There are state and federal laws which govern the payment of wages.
Employers are thus required to pay wages to employees on a timely basis. Some laws require employers to pay “equal” wages and not to discriminate on the basis of gender or some other characteristic. The Fair Labor Standards Act (“FLSA”) requires employers to pay minimum wage and overtime pay to non-exempt employees. Exemptions to these requirements are generally reserved for those employees who take on positions that are considered executive, professional and/or administrative. It is unlawful to misclassify employees in order to avoid paying them required wages. Not all exempt workers receive a salary. Exempt workers may still be required to record hourly time and/or be paid according to an hourly wage.
The Fair Labor Standards Act
The FLSA defines a “workweek” as a period of 168 hours during 7 consecutive 24 hour periods. In Pennsylvania, employers must pay employees at least $7.25 per hour and a rate of 1.5 times the hourly rate for all hours over 40 hours in the workweek. It is unlawful to pay employees a “day rate” without overtime pay when they work more than 40 hours in a workweek. Employees who receive tips totaling more than $30 per week may be paid as little as $2.13 per hour, but their combined tips and wages must still reach the $7.25 per hour threshold.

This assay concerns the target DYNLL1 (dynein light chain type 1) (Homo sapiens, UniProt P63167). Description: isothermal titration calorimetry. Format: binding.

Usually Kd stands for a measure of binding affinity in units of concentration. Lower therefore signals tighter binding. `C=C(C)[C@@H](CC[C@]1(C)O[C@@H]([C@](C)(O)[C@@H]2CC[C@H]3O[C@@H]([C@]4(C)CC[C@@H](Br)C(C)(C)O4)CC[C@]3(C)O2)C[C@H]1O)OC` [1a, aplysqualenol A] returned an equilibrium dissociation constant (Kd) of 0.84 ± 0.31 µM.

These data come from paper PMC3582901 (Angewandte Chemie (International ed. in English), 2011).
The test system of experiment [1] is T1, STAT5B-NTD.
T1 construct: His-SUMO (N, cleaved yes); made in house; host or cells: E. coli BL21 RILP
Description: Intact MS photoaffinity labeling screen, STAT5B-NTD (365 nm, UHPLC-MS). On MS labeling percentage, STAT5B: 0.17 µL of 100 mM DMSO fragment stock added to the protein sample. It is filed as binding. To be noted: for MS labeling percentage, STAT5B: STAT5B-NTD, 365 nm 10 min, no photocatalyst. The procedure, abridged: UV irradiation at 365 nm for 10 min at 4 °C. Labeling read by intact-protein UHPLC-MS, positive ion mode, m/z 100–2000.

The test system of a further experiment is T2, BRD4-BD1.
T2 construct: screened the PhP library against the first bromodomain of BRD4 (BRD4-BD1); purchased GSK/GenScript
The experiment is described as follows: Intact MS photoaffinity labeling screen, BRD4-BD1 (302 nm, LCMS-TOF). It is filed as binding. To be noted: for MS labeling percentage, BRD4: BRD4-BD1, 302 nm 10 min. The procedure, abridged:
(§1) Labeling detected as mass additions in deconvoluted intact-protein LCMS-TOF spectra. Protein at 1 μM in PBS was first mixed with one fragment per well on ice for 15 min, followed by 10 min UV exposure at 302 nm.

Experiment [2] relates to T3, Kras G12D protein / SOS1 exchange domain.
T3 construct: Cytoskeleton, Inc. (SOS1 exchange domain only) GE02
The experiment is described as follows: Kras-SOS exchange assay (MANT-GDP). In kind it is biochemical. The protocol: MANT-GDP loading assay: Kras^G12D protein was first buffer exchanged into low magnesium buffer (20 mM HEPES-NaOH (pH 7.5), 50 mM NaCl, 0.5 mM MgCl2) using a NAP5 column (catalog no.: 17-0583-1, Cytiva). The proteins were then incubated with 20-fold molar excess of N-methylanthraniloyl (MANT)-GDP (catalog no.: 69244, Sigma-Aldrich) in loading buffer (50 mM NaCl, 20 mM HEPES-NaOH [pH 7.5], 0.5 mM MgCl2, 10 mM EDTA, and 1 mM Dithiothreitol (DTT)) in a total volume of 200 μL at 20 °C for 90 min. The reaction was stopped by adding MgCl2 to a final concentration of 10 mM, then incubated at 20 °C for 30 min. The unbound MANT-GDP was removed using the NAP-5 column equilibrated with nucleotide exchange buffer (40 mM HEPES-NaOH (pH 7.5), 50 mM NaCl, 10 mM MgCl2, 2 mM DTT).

The FLSA also provides protection from retaliation to workers who raise concerns, inquire about wages or file good faith complaints about unpaid wages.
The FLSA and Pennsylvania’s Wage Payment and Collection Law require that wages be paid on the employer’s designated payday. In Pennsylvania, the time between the pay period and the payday must not exceed 15 days and any overtime wages must be included with wages paid out after the following pay period. Employers may not withhold earned wages for any reason.
Contact our experienced team of employment attorneys today for a free consultation if you have questions about your exempt status, your employer’s failure to pay wages on time, including overtime wages, or if you believe you have been subjected to retaliation.